An Iraqi Special Forces soldier moves through a hole as he searches for Islamic State fighters in Mosul, Iraq.

The road links Mosul to Tal Afar, another Islamic State stronghold 60 km (40 miles) to the west, and then to the Syrian border. Iraqi forces captured the eastern side of Mosul in January after 100 days of fighting and launched their attack on the districts that lie west of the Tigris river on Feb. 19.

If they defeat Islamic State in Mosul, that would crush the Iraq wing of the caliphate declared by the group's leader Abu Bakr al-Baghdadi in 2014. The U.S. commander in Iraq has said he believes U.S.-backed forces will recapture both Mosul and Raqqa, Islamic State's Syria stronghold in neighboring Syria, within six months.

Iraqi army controls main roads out of Mosul, trapping Islamic State | Reuters
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Old 03-19-2017, 07:05 PM
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Default Re: ISIS leaders may flee Mosul as their ranks are decimated

Originally Posted by saltwn View Post
Seems this reporter had poor visions.

Improvise - Adapt - Over Come...
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Old 11-03-2017, 02:41 PM
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Cool Re: ISIS leaders may flee Mosul as their ranks are decimated

Granny says, "Dat's right - ISIS gettin' dey's butts kicked...

IS loses Deir al-Zour in Syria and al-Qaim in Iraq on same day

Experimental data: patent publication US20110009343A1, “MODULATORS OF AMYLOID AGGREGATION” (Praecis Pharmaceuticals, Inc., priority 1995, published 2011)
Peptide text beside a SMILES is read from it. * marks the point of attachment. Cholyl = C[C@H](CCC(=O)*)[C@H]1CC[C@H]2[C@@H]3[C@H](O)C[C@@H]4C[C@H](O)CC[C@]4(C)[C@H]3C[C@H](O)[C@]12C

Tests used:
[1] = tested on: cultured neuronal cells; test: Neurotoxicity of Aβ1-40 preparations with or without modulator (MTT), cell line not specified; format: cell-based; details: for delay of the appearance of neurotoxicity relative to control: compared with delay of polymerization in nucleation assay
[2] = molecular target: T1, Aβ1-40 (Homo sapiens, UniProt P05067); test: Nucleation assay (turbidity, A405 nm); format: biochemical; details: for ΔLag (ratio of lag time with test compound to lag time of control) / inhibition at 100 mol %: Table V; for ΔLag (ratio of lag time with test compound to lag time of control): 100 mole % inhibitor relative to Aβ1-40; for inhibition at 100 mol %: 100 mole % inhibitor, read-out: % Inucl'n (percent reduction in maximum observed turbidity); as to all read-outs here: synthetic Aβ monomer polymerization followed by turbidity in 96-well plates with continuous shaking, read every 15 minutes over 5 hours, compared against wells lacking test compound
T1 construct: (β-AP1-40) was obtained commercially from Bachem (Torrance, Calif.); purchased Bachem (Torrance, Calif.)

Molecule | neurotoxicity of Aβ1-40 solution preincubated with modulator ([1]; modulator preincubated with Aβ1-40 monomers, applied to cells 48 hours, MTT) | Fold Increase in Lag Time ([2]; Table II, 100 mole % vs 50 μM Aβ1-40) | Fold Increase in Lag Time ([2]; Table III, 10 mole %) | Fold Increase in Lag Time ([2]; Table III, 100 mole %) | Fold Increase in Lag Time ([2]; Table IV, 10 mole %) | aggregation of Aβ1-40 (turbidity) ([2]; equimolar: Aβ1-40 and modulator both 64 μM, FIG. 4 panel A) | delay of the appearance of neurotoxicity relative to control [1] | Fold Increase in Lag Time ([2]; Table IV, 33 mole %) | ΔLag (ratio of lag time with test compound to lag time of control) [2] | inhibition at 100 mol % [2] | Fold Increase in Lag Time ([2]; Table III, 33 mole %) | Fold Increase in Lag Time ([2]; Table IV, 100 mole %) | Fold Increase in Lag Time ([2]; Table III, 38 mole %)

Fri, 03 Nov 2017 - The group loses Deir al-Zour in Syria and al-Qaim in Iraq, in major blow to self-styled caliphate.
So-called Islamic State (IS) has lost control of two of its last remaining strongholds in Syria and Iraq. Early on Friday Syria's army announced it had taken Deir al-Zour. Later in the day the Iraqi prime minister said al-Qaim, across the border, had been recaptured by government forces. The town was taken "in record time", PM Haider al-Abadi said. Iraqi forces say they have also seized the last border post between Iraq and Syria that was held by IS. Last month, a US-backed Syrian alliance took control of Raqqa in Syria, the former capital of Islamic State's self-styled "caliphate". In July, Mosul - Iraq's second-largest city - was taken from IS after months of fighting. The territorial ambitions of IS are now all but destroyed although its ideology remains powerful, says the BBC's Arab Affairs Editor Sebastian Usher.

Why are these losses important?